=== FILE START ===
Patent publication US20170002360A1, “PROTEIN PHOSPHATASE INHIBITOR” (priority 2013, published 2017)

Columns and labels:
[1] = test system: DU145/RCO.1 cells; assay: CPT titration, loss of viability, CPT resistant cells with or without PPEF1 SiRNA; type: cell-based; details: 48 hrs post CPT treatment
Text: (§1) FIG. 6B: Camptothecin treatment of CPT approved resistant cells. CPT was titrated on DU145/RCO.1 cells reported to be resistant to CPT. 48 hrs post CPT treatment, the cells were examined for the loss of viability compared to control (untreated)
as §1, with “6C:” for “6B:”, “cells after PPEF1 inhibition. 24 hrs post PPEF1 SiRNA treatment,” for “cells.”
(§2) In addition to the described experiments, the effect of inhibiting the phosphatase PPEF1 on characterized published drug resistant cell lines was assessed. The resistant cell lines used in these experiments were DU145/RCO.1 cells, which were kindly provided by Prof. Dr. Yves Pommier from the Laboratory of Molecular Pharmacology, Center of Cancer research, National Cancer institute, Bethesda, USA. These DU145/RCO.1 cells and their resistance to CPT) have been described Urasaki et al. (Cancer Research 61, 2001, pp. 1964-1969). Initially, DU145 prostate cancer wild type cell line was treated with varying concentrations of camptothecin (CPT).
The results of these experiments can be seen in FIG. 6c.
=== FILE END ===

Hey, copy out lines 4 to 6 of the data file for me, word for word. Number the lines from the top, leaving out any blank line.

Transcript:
Text: (§1) FIG. 6B: Camptothecin treatment of CPT approved resistant cells. CPT was titrated on DU145/RCO.1 cells reported to be resistant to CPT. 48 hrs post CPT treatment, the cells were examined for the loss of viability compared to control (untreated)
as §1, with “6C:” for “6B:”, “cells after PPEF1 inhibition. 24 hrs post PPEF1 SiRNA treatment,” for “cells.”
(§2) In addition to the described experiments, the effect of inhibiting the phosphatase PPEF1 on characterized published drug resistant cell lines was assessed. The resistant cell lines used in these experiments were DU145/RCO.1 cells, which were kindly provided by Prof. Dr. Yves Pommier from the Laboratory of Molecular Pharmacology, Center of Cancer research, National Cancer institute, Bethesda, USA. These DU145/RCO.1 cells and their resistance to CPT) have been described Urasaki et al. (Cancer Research 61, 2001, pp. 1964-1969). Initially, DU145 prostate cancer wild type cell line was treated with varying concentrations of camptothecin (CPT).